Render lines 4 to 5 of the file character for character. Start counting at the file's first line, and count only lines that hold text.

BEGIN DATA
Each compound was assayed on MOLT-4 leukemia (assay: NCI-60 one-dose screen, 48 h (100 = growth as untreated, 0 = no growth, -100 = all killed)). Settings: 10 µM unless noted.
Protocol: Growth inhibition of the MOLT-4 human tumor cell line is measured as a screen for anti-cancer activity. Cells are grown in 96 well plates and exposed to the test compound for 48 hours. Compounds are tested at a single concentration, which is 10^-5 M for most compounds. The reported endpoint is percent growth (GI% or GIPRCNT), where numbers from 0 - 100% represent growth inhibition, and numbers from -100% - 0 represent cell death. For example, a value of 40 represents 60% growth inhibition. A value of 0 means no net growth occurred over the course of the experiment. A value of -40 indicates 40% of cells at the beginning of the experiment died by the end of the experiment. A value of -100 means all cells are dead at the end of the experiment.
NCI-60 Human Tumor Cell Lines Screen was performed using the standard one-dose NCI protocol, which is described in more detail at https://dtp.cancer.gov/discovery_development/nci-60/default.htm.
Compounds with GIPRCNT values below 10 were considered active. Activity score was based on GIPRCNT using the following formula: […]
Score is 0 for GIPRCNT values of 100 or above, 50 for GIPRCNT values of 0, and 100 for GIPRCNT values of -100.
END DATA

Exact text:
Compounds with GIPRCNT values below 10 were considered active. Activity score was based on GIPRCNT using the following formula: […]
Score is 0 for GIPRCNT values of 100 or above, 50 for GIPRCNT values of 0, and 100 for GIPRCNT values of -100.